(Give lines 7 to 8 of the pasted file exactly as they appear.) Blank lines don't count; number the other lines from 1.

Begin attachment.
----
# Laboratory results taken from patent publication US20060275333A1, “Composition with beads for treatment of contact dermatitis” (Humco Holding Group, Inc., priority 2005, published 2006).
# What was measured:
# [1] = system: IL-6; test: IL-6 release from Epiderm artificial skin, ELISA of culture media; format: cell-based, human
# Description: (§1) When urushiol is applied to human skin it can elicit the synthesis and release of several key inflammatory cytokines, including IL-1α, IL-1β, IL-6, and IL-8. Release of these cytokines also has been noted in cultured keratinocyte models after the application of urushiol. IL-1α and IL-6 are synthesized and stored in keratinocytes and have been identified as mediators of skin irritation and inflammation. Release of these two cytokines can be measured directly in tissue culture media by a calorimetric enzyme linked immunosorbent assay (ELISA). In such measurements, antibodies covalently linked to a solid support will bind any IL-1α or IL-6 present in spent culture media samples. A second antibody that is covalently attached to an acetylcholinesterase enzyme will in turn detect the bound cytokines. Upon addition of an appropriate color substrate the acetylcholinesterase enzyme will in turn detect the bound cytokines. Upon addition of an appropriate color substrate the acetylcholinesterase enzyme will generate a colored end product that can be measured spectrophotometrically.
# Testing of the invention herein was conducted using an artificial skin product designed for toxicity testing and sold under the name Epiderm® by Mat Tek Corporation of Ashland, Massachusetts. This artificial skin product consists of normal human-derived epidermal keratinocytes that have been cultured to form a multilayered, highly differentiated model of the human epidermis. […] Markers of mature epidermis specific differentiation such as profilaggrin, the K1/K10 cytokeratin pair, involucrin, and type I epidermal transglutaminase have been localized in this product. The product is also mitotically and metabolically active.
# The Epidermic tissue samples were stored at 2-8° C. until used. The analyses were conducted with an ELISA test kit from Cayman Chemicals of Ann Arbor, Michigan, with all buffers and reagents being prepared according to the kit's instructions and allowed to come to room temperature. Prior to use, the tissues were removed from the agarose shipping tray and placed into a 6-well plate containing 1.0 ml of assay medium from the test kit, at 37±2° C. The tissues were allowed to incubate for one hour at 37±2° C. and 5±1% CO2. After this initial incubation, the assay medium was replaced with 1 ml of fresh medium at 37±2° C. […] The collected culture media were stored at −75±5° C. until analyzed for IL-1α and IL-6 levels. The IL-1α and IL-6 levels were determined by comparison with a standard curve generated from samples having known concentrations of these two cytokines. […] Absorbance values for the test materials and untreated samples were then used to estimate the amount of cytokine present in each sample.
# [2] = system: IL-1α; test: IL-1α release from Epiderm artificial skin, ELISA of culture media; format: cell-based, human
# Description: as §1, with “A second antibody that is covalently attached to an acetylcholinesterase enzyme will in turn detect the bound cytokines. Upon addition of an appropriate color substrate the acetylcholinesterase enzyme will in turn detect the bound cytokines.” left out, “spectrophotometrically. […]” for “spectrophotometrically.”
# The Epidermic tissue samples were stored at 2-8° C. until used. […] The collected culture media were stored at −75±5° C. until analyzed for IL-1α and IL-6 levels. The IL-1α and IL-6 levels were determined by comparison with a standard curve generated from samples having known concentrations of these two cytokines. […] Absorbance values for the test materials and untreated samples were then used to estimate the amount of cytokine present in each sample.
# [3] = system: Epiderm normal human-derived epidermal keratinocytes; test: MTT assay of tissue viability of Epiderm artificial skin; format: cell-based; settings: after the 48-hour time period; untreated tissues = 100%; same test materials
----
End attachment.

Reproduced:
# [2] = system: IL-1α; test: IL-1α release from Epiderm artificial skin, ELISA of culture media; format: cell-based, human
# Description: as §1, with “A second antibody that is covalently attached to an acetylcholinesterase enzyme will in turn detect the bound cytokines. Upon addition of an appropriate color substrate the acetylcholinesterase enzyme will in turn detect the bound cytokines.” left out, “spectrophotometrically. […]” for “spectrophotometrically.”